Tuesday, September 29, 2009

Iran won't discuss nukes at nuke talks

Thumbing his nose at the West, Mahmoud Ahmadinejad is about to score big again, humiliating the USA and earning the admiration of the US-haters in the Middle East. The US waited 9 or 10 months for "dialogue" with Iran about its nuclear program, but it seems the discussions that will open on Thursday will be about anything but that.
Last update - 14:34 29/09/2009       
Iran refuses to discuss nuclear 'rights' in talks with world powers
By News Agencies
Iran will not discuss issues related to its nuclear "rights" at its meeting with six world powers in Geneva on Thursday, the Islamic Republic's nuclear energy agency chief said on Tuesday.
Ali Akbar Salehi, head of Iran's Atomic Energy Organisation, made clear this included a recently exposed uranium enrichment plant that has drawn Western condemnation.
"We are not going to discuss anything related to our nuclear rights, but we can discuss about disarmament, we can discuss about non-proliferation and other general issues," Salehi told reporters, three days before the crucial talks with world powers worried about Tehran's nuclear ambitions.
"The new site is part of our rights and there is no need to discuss [it]," he said, adding Tehran would not abandon its nuclear activities "even for a second."
State Press TV quoted the official as saying late Monday that Iran would soon inform the United Nations nuclear watchdog of a timetable for inspection of the nuclear plant.
"Yes, the inspectors will come and inspect," Salehi said, adding Tehran was in constant contact with the UN International Atomic Energy Agency (IAEA).
"We are working out a timetable for the inspection and we will soon be writing a letter to them about the location of the facility and others," he said, without elaborating.
The exposure of a second nuclear fuel facility, under construction south of Tehran, added urgency to the rare meeting in Geneva on Thursday.
Iran conducted missile tests on Sunday and Monday, further ratcheting up the tension with Western powers.
U.S. President Barack Obama has demanded that Iran come clean on its disputed nuclear program and a White House spokesman on Monday urged "immediate unfettered access" to the new site.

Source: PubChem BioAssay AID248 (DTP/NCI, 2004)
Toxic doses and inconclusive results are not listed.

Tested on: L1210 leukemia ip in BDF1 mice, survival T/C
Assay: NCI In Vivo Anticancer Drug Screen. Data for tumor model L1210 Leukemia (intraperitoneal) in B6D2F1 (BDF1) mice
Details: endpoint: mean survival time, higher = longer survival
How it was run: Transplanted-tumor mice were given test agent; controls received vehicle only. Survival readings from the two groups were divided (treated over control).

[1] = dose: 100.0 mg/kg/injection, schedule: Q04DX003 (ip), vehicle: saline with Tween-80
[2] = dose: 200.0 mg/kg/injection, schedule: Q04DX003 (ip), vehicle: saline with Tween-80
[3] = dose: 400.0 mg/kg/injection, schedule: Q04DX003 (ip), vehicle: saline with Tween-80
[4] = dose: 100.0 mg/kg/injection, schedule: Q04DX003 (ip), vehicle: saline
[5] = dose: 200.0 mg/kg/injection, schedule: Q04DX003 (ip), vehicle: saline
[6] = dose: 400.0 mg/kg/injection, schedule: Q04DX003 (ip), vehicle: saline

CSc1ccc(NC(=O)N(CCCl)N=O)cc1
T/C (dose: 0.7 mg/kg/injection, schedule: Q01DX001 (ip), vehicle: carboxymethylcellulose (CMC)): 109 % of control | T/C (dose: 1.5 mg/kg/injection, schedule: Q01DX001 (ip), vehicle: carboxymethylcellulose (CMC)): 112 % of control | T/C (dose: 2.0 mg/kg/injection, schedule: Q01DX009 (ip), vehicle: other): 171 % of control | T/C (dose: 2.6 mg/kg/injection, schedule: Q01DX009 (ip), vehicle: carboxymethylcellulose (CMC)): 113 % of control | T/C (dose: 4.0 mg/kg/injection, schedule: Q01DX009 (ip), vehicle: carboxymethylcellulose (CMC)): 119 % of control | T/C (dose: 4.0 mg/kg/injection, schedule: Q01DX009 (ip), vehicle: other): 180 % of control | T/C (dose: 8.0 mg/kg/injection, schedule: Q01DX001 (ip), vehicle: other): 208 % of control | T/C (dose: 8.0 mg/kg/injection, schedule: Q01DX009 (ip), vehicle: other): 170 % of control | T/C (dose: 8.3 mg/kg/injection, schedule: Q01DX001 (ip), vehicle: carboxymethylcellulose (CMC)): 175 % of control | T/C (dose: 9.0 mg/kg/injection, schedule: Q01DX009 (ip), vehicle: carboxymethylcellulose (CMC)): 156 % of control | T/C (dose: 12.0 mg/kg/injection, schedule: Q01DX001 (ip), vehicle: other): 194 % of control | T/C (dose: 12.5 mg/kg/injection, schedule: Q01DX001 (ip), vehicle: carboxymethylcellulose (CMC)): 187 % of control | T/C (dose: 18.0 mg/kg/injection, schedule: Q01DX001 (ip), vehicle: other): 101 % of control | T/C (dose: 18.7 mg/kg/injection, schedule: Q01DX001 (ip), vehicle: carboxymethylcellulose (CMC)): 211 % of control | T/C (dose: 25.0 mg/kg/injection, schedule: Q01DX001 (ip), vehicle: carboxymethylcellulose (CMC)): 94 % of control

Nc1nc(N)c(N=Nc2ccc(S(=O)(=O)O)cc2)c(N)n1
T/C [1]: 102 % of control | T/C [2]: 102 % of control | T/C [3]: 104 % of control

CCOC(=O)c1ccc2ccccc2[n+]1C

Iran has rejected Western condemnation of the new facility, saying it is legal and open to investigation to the UN International Atomic Energy Agency (IAEA).
Press TV, Iran's English-language state television, said Salehi had noted that the plant was under construction within the framework of IAEA regulations, saying, "Iran has taken all the precautionary steps to safeguard its nuclear facilities."
Citing its interview with Salehi, Press TV added: "Iran says it will soon inform the International Atomic Energy Agency of a timetable for inspection of its recently announced nuclear facility."
"Salehi said that his country will try to resolve the issue both politically and technically with the five permanent members of the UN Security Council plus Germany (P5+1) and the IAEA," Press TV said on its website.
Ali Asghar Soltanieh, Iran's envoy to the IAEA, told the BBC on Monday he had had a couple of meetings with IAEA inspectors and it was agreed they would be given access to the site "in the near future". He gave no date.
The United States and its Western allies have made clear they will focus on Iran's nuclear program at the Geneva meeting. Iran has offered wide-ranging security talks but says it will not discuss its nuclear "rights."
Israel, the U.S. and other Western nations suspect Iran is trying to develop a nuclear bomb capability. Iran, a major oil producer, says its nuclear work is solely for generating electricity.
"It is against our tenets, it is against our religion to produce, use, hold or have nuclear weapons or arsenal, how can we more clearly state our position, since 1974 we have been saying this," Press TV quoted Salehi as saying.
Iran parliament warns against foreign pressure
Also on Tuesday, Iranian lawmakers warned the U.S. and other world powers against further pressures over Tehran's disputed nuclear program, just days ahead of the key international meeting.
Iran's parliament lashed out at criticism over the previously unknown uranium enrichment facility, but did not elaborate on what action would be taken if the pressure continued.
"If the 5+1 repeats the past mistakes, the parliament will put other decisions on agenda," lawmakers said in a statement, referring to the five members of the Security Council and Germany.
Parliament's warning could refer to a bill awaiting ratification in parliament that calls on the government to speed up its uranium enrichment activities.

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